“We must reject the idea that every time a law’s broken, society is guilty rather than the lawbreaker. It is time to restore the American precept that each individual is accountable for his actions. Acts of monstrous criminality stand on their own. They begin and end with the criminals who commit them, not collectively with all the citizens of a state, not with those who listen to talk radio, not with maps of swing districts used by both sides of the aisle, not with law-abiding citizens who respectfully exercise their First Amendment rights at campaign rallies, not with those who proudly voted in the last election.”
In other words, contrary to Obama in a venue of free t-shirts and buttons (literally), she did not set the stage for a political excuse for regulation, but took the more human route, where people can refuse a panicked run to the Senate floor, and resolve differences without their being a legal ramification for every noun, verb, or adjective. It’s a call to common sense in the towns and villages, not more busybodyness on Capitol Hill.
But this isn’t about Palin and whose side the press is on, though they seem to malign her at every chance with the same verve they campaigned for the recession to become a self-fulfilling reality. The real amazement is that the media sharks are not just frenzied in making bad news ‘badder’, but feeding on themselves more than ever. It doesn’t make sense … or does it? After all, the Press is Big Business.
So let’s look at it from a business regulation standpoint rather than Constitutional liberties.
With respect to an established marketplace, it can be argued that regulation actually hurts competition. Large corporate entities can handle it easily. They seem to thrive on paperwork as if it were the [[endoplasmic reticulum]] at the cellular level of their culture. For example, consider the demographic relationship between company size and ISO 9000 certification.
It is the mom-and-pop store, the home business, the start-up entrepreneur who is weeded out of growth and the ability to compete at a higher level by such things. Even if government legislation wasn’t so commonly target-specific in which companies and industries benefit or are hurt, the general regulatory milieu is too thick to traverse for most new businesses without a lot of venture capital from existing entities.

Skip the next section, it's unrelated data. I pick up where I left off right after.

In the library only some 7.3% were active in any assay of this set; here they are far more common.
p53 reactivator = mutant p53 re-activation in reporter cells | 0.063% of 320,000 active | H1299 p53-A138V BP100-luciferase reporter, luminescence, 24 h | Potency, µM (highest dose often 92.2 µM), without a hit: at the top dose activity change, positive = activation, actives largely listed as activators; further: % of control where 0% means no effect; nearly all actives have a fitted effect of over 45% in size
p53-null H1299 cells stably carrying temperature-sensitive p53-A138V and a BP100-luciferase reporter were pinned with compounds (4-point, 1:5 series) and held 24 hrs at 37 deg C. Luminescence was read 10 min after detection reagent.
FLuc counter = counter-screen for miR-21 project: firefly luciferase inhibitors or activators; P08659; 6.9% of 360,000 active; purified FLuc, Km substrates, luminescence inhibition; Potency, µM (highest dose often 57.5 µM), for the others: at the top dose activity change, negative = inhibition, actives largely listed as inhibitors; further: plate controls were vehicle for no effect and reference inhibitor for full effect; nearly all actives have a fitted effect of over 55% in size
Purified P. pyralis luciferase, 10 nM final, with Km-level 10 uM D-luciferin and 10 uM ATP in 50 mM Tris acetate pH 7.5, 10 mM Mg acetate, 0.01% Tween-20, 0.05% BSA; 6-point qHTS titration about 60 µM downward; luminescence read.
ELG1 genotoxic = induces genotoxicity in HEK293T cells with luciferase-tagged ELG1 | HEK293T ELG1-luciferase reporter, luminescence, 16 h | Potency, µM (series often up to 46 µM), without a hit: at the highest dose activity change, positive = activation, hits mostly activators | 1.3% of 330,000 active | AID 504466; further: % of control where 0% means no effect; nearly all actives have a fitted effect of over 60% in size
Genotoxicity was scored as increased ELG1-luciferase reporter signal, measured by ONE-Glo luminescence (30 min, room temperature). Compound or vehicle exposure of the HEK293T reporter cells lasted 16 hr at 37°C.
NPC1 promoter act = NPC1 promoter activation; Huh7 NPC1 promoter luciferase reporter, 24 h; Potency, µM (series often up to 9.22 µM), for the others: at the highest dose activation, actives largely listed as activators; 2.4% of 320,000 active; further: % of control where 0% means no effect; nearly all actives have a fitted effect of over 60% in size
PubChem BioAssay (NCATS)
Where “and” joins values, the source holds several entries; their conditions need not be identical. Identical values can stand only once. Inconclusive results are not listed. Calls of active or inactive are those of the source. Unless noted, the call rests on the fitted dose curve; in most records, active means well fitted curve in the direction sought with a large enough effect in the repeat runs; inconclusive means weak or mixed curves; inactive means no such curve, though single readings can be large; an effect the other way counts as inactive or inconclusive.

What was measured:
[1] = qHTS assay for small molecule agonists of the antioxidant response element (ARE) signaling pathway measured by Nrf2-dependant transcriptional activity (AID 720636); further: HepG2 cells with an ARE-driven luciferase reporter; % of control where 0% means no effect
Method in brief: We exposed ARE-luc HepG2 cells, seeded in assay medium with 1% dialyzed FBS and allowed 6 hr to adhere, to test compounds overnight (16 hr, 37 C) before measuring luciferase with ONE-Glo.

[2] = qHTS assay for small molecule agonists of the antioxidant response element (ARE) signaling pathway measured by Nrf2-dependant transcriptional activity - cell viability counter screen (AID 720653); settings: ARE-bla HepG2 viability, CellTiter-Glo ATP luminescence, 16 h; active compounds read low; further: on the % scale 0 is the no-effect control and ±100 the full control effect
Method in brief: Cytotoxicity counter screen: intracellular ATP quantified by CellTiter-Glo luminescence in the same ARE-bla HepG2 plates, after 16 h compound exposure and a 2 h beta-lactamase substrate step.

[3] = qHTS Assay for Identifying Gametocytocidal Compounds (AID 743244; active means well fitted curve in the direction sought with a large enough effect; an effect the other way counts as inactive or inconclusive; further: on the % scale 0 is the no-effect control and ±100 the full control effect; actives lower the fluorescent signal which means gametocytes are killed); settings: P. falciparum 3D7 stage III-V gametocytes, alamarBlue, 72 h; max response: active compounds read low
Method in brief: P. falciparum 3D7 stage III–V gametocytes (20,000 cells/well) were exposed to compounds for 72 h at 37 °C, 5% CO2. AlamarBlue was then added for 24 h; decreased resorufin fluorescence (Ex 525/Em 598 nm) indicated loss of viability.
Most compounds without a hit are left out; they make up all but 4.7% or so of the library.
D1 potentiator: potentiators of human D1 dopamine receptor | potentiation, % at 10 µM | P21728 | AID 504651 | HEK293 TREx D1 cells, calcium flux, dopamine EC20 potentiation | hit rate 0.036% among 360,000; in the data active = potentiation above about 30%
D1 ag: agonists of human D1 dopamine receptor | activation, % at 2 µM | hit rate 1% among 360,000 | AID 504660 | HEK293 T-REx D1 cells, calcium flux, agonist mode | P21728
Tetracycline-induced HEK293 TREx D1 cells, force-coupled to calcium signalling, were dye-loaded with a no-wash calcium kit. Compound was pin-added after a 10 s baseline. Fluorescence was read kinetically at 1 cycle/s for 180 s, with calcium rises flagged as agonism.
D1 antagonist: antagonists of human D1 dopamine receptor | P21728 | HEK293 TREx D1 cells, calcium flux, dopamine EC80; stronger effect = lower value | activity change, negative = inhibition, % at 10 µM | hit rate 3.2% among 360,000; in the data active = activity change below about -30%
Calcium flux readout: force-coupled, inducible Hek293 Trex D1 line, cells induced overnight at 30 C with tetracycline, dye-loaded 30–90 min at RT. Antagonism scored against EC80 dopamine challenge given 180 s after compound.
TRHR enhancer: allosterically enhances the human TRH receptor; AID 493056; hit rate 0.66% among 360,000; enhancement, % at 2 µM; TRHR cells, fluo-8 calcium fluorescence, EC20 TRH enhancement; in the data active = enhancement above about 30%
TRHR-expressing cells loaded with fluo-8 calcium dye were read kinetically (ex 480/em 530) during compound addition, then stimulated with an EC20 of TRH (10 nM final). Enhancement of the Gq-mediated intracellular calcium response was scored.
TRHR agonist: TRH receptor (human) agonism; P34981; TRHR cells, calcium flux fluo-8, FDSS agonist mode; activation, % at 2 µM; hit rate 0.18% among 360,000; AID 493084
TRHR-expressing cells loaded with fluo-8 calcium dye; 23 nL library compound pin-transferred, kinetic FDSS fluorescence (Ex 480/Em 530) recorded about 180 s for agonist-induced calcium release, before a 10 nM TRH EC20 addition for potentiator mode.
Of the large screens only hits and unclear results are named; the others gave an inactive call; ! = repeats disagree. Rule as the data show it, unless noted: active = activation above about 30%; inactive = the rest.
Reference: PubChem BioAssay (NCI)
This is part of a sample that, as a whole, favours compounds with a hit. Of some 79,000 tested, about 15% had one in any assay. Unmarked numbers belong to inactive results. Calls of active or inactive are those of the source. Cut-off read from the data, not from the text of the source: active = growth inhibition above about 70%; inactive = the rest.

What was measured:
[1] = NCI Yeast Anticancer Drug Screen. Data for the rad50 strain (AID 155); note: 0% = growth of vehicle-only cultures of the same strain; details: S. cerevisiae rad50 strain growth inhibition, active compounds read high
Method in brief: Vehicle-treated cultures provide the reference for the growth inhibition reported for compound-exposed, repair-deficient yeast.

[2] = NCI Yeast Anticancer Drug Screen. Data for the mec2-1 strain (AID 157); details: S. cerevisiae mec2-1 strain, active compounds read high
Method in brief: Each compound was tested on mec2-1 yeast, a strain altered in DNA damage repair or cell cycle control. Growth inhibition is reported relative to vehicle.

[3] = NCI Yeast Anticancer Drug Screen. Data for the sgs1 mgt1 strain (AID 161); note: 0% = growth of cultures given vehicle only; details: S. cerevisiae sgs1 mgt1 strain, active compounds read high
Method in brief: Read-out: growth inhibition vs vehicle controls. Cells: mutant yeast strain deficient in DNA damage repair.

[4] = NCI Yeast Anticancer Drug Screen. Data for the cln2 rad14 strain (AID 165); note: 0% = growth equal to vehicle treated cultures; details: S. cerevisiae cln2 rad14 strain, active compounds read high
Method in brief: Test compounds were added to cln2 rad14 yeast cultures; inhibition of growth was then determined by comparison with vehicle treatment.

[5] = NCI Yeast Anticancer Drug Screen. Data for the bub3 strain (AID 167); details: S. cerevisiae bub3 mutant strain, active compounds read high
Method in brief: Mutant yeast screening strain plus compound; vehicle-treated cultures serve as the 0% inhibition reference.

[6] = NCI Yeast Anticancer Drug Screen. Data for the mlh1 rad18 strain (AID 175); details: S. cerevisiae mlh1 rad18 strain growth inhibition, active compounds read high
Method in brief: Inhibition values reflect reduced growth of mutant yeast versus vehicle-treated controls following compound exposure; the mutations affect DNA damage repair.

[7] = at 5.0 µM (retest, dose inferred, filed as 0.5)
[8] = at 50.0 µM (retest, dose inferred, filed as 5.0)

And some of that venture capital must be used to lubricate the DNC and RNC to receive the blessings of loopholes in a system created bill-by-bill, earmark-by-earmark, indirectly by those who backed legislators in elections past. Even the most-praised “reforms” of an industry by government are not what they seem. It is no secret the recent health bill was basically written by a consortium of HMOs a month before the Senate passed it without reading. The result was a guarantee to increase their customer base by the mandates and taxation powers of their hired gun, Uncle Sam.
In other words, the powers of the Market don’t want to be free. And the Media, with it’s own corporate behemoth club, is no exception.
We like to think of the Press as a bastion of freedom, a safeguard from tyranny, not unlike the disputable position that government is a safeguard against the darker side of Capitalism. But as the Free Market is dominated by Big Business, the Press is dominated by the big media corps. Though they appear autonomous in purpose, in the fiscal game one is a subset of the other. There is no division between government and business, no ethical arms-length relationship. And recent events have made it more telling than usual that an equal, unspoken conflict of interest in the [[Fourth Estate]] exists.
As an addendum, the point of government regulation as a tool fgor the private sector hits home today: http://www.foxnews.com/politics/2011/01/21/obama-teams-ge-iran-palaver-peters-arrives-white-house/